What's the Role of Newspaper Endorsements in Modern Era?
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The Reno Gazette-Journal recently printed a full page of reader reactions to its endorsement of Gov. Mitt Romney for president. Many of the responses were angry. As newspapers struggle to remain relevant in the digital era, that leads us to wonder: What's the role and influence of newspaper endorsements today? KUNR's Kate McGee has more.
Historically, newspapers make endorsements as a tradition and a public service. But the RGJ's Executive Editor Beryl Love says nowadays, in the Age of Information, endorsements help readers sift through rhetoric and spin.
"We try to serve as curators and try to organizae and try to proiritize just to help people deal with the volume of information that's out there," Love said.
The RGJ endorses candidates both on the national and the local level. And University of Nevada, Reno Media Ethics professor Caesar Andrews says endorsing local candidates is more important to a community.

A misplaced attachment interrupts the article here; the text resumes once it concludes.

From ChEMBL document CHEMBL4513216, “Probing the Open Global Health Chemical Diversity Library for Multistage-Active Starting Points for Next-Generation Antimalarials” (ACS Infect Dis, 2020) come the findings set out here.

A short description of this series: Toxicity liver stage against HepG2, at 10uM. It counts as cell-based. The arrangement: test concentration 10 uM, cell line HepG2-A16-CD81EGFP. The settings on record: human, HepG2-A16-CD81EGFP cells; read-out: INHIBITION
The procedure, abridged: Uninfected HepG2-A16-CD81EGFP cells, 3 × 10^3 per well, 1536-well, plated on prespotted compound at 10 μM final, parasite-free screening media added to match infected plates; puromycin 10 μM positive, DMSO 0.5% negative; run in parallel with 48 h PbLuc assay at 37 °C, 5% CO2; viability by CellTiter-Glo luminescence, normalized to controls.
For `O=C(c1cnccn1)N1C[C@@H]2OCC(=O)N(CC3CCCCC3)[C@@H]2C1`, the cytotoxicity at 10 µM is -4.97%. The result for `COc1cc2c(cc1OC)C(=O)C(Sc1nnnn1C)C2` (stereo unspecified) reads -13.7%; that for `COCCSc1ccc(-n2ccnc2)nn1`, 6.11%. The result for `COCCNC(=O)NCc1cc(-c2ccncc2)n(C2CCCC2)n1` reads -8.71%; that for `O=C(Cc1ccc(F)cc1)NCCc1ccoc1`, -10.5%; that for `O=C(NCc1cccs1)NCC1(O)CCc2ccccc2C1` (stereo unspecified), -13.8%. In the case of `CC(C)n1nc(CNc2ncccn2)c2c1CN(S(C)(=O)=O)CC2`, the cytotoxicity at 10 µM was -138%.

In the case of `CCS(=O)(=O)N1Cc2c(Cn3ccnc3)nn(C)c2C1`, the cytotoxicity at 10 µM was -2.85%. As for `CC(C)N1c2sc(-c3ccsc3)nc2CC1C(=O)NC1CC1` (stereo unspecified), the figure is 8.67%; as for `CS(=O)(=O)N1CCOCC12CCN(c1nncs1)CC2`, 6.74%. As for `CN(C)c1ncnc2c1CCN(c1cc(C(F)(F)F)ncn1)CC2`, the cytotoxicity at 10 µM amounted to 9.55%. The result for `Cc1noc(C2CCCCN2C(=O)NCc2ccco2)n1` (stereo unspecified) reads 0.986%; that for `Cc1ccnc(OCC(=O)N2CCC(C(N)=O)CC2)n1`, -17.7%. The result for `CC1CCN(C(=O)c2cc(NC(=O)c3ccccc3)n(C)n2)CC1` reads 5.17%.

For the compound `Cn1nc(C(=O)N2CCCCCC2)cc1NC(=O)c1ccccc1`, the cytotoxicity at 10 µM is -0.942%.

"Most people with busy lives are just not going to be in a position to know, for example, basic details of who the judicial canidates are," Andrews said. "Or the particulars of the stances taken by the pople running for the shcool board."
But as reader's confidence in media drops and newspaper readership declines, some papers have chosen to stop endorsing candidates all together. It's a decision Beryl Love says the RGJ would consider in the future -- but only on the national level.
"In the 40s and 50s, let's say, that was an important part of the commication strategy: sitting down with the newspaper editorial board. They don't need to do that now," Love said. "But on the local races I don't forsee a time in the immediate future where we would say, 'We're not going to invest the time to do these endorsements.'"